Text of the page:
El Síndrome Papular Purpúrico en Guante y Calcetín es un síndrome raro, infeccioso, de etiología, viral que se caracteriza por la presencia de prurito, edema y eritema simétricos, muy bien delimitadas a nivel de las muñecas y de los tobillos con el aspecto en guante y calcetín. Pueden afectarse otras áreas apareciendo un eritema moderado en mejillas, codos, rodillas, axilas, abdomen, ingles, genitales externos, cara interna de muslos y glúteos. En la cavidad oral y labios y menos frecuentemente en otras membranas mucosas se pueden observar erosiones , pequeñas úlceras, enantema y vesículas. Las complicaciones son raras aunque pueden ser severas El 50% de los casos publicados están relacionados con el Parvovirus B19. La afectación oral en este síndrome hace que deba ser conocido por los estomatologos para realizar un correcto diagnostico de esta enfermedad.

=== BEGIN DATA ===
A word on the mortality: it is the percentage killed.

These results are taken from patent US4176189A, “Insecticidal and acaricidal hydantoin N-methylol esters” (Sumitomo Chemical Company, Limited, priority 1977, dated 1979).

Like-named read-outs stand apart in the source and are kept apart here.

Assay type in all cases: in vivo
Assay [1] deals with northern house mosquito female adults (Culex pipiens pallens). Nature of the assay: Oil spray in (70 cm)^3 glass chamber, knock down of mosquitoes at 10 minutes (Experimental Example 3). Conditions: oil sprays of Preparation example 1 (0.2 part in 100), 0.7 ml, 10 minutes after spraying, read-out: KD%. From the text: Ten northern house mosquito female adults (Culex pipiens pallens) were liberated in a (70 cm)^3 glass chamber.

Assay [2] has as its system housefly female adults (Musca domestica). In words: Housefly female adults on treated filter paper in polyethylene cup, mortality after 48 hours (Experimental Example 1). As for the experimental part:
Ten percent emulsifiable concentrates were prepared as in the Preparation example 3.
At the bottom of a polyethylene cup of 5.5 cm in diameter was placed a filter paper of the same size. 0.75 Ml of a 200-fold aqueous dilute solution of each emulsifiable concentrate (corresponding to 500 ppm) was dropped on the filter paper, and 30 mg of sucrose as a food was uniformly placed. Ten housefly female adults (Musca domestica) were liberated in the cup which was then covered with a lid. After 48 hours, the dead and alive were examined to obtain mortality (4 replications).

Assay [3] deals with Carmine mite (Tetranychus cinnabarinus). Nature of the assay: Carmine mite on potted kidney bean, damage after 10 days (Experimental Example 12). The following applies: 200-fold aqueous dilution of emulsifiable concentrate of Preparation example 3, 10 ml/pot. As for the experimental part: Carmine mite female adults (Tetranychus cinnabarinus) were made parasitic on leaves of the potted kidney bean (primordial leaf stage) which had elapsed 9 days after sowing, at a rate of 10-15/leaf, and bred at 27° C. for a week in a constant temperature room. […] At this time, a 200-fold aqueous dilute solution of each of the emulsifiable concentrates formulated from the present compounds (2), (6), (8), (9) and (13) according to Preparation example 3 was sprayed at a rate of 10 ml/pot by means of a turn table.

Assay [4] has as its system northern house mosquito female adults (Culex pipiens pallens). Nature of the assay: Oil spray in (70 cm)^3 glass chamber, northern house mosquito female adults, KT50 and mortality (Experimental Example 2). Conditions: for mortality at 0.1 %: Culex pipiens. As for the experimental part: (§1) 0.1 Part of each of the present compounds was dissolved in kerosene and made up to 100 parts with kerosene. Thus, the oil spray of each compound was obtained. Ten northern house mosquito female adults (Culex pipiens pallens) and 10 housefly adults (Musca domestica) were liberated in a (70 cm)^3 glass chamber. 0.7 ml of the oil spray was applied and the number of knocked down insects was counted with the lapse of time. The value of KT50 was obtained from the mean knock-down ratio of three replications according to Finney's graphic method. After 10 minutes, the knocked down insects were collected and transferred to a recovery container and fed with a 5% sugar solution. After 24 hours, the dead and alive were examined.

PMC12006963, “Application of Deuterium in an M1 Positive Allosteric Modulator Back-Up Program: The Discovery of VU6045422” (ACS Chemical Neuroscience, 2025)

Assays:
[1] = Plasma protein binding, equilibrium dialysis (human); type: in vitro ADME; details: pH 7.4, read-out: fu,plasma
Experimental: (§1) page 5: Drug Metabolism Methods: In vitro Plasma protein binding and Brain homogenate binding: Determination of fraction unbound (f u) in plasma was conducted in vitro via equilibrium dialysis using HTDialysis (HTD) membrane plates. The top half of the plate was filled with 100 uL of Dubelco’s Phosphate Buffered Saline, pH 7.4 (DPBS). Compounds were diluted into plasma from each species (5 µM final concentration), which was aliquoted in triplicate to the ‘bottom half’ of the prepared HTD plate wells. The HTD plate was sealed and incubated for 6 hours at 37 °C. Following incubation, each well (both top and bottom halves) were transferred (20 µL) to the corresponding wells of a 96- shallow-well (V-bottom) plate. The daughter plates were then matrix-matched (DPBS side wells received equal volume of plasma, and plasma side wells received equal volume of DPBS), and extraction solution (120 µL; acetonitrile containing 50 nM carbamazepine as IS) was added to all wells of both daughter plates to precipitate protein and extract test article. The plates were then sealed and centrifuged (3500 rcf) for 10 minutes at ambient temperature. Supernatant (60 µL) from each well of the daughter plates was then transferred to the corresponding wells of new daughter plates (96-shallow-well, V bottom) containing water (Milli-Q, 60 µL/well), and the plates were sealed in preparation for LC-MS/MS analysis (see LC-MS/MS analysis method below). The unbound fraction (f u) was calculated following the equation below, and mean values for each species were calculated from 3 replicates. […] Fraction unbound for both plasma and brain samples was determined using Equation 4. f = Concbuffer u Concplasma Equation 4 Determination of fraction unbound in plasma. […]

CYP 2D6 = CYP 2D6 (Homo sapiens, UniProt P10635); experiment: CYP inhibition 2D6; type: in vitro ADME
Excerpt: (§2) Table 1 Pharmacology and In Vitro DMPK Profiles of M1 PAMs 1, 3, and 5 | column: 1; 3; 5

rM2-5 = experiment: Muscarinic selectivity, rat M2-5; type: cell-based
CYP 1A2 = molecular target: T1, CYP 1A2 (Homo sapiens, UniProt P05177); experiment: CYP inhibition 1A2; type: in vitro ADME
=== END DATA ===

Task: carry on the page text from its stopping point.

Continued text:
Palabras clave: Síndrome en Guante y Calcetín, Parvovirus B19, púrpura.



Papular-Purpuric Glove-and-Sock Syndrome is a rare disease, usually of infectious etiology, which, in addition to a cutaneous involvement, manifests with lesions in the oral cavity.

In 1990 Harms, Feldmann and Saurat described, in 5 Swiss patients (1), a papular dermatosis characterized by edema and erythema that evolved toward a petechial purpura with a characteristic glove and sock distribution. The etiology was unknown, although the authors suggested an infectious origin.

In 1991, Bagot and Revuz were the first authors to implicate the Parvovirus B19 in the etiology of this syndrome (2), and since then numerous studies have indicated its involvement in more than 50% of cases (3-7).